If you keep up with issues having to do with Internet freedom, you’ve probably run across the term TPP before. This is an acronym for Trans-Pacific Partnership. The Trans-Pacific Partnership is, essentially, a trade agreement. What has Internet privacy advocates worried about this trade agreement is that the process by which it was developed is not at all transparent and some of the particulars of this partnership have serious implications for the free exchange of information online.
From SOPA to PIPA and beyond, the entertainment industry has been working hard to try to get copyright enforcement laws written in their favor. In many cases, when they tried to do this through the normal channels, public outcry has prevented officials from acting on the demands of the entertainment industry. The TPP has some very serious implications as far as intellectual property rights enforcement goes.
One of the most controversial measures regarding copyright law is the Digital Millennium Copyright Act. The TPP would likely strengthen this act and require that other nations adopt similar laws. In the United States, being a party to the TPP may mean that Congress couldn’t even change laws to address the needs expressed by citizens in this regard.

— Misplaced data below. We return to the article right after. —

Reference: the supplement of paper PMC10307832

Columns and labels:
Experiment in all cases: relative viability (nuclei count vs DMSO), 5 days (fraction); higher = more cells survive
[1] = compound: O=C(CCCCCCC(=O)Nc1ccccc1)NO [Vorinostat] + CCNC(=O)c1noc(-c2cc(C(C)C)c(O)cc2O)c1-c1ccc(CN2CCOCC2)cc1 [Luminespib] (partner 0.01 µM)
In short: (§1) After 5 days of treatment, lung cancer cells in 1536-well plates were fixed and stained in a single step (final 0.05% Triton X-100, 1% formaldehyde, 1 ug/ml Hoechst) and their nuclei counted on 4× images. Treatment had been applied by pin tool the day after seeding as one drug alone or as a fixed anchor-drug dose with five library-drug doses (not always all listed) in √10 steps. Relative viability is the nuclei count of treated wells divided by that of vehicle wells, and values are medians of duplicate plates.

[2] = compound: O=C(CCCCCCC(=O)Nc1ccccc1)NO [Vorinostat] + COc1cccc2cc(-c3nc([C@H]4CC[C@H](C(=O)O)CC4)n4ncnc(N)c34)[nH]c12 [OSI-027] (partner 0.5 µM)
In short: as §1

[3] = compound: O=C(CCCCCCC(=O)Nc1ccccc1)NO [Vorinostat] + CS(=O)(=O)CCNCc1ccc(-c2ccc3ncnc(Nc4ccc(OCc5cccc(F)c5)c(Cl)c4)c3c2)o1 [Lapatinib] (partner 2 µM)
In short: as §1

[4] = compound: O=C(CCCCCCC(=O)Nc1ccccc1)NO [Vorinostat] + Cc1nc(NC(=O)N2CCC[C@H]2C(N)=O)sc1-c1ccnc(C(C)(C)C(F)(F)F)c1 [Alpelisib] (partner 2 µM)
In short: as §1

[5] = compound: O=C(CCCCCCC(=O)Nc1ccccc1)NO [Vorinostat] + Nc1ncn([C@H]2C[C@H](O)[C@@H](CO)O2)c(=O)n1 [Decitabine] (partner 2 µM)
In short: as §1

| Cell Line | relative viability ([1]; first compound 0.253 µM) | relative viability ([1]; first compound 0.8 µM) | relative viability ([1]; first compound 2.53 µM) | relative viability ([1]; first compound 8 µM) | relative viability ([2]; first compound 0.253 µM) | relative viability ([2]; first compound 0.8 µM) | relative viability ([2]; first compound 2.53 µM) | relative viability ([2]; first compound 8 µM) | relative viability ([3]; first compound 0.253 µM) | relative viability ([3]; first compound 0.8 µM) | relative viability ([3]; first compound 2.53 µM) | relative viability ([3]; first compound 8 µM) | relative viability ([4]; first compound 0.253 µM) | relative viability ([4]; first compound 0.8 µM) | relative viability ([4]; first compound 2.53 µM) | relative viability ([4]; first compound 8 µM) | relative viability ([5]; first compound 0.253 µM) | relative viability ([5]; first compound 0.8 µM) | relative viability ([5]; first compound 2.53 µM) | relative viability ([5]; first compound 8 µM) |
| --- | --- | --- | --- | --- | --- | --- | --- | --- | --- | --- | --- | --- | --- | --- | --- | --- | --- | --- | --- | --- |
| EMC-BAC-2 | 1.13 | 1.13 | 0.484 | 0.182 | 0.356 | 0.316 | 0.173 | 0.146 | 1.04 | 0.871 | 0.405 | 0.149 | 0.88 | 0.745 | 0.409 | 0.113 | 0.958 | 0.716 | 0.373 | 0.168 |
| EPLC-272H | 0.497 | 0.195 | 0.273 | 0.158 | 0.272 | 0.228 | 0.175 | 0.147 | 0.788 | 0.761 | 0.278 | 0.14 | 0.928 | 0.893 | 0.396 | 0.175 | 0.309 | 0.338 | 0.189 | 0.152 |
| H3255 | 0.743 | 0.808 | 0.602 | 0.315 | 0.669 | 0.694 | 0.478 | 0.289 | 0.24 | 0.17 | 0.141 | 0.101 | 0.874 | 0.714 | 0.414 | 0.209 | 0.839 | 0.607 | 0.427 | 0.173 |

Not only would the changes the TPP would bring about change the nature of copyright law enforcement, they would change the nature of copyright itself. It has been a consistent pattern that the terms of copyright have been extended repeatedly to accommodate the entertainment industry. The TPP when actually extend copyright even further.
Certain nations are also working hard to make the restrictions on fair use even stricter than they already are. Fair use laws oftentimes enable some of the most vibrant and insightful political speech and other types of speech on the Internet. At the behest of copyright holders, these rights could be seriously curtailed via an international treaty that is being negotiated without input from the general public and, in fact, even without giving the public the ability to get information about the proceedings.
The TPP is being widely derided and protested by Internet freedom advocacy groups. If this agreement is approved, the way global IP enforcement is executed will change dramatically. Most of the changes are not being done in the interest of the Internet, facilitating free speech or anything else that most Internet users would smile upon. In fact, the entertainment industry and the pharmaceutical industries in the United States are getting the most out of this particular agreement and the Internet using population of the world is getting the least.